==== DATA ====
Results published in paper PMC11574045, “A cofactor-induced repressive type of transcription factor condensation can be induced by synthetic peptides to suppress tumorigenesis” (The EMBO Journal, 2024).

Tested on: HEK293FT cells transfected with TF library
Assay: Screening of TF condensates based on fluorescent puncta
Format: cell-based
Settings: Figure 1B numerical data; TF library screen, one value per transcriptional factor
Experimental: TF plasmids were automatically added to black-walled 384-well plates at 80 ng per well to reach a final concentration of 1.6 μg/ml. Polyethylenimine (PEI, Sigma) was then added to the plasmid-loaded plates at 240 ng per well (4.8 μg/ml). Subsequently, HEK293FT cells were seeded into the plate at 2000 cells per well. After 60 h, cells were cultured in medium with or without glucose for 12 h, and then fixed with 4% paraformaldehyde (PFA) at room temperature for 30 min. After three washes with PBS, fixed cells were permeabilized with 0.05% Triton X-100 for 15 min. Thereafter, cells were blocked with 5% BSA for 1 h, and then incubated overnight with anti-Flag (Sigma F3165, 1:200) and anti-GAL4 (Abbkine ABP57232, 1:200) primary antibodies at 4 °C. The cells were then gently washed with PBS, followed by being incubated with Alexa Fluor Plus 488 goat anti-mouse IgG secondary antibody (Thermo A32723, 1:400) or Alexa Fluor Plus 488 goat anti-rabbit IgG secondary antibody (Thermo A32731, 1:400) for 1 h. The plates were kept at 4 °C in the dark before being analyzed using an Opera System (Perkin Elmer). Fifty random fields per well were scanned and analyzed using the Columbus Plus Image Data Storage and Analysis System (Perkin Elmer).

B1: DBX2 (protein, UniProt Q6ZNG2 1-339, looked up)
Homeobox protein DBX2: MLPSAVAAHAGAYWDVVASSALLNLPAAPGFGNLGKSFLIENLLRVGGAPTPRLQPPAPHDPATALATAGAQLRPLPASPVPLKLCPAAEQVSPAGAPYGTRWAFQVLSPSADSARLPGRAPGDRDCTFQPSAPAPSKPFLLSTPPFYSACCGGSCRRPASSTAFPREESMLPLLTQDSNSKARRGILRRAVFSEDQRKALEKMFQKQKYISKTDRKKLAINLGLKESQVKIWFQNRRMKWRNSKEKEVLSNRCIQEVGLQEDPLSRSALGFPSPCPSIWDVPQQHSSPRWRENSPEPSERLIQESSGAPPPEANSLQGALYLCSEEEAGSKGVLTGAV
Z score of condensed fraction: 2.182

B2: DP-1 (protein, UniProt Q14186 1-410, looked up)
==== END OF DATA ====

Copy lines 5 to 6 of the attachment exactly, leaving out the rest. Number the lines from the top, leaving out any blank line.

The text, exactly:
Settings: Figure 1B numerical data; TF library screen, one value per transcriptional factor
Experimental: TF plasmids were automatically added to black-walled 384-well plates at 80 ng per well to reach a final concentration of 1.6 μg/ml. Polyethylenimine (PEI, Sigma) was then added to the plasmid-loaded plates at 240 ng per well (4.8 μg/ml). Subsequently, HEK293FT cells were seeded into the plate at 2000 cells per well. After 60 h, cells were cultured in medium with or without glucose for 12 h, and then fixed with 4% paraformaldehyde (PFA) at room temperature for 30 min. After three washes with PBS, fixed cells were permeabilized with 0.05% Triton X-100 for 15 min. Thereafter, cells were blocked with 5% BSA for 1 h, and then incubated overnight with anti-Flag (Sigma F3165, 1:200) and anti-GAL4 (Abbkine ABP57232, 1:200) primary antibodies at 4 °C. The cells were then gently washed with PBS, followed by being incubated with Alexa Fluor Plus 488 goat anti-mouse IgG secondary antibody (Thermo A32723, 1:400) or Alexa Fluor Plus 488 goat anti-rabbit IgG secondary antibody (Thermo A32731, 1:400) for 1 h. The plates were kept at 4 °C in the dark before being analyzed using an Opera System (Perkin Elmer). Fifty random fields per well were scanned and analyzed using the Columbus Plus Image Data Storage and Analysis System (Perkin Elmer).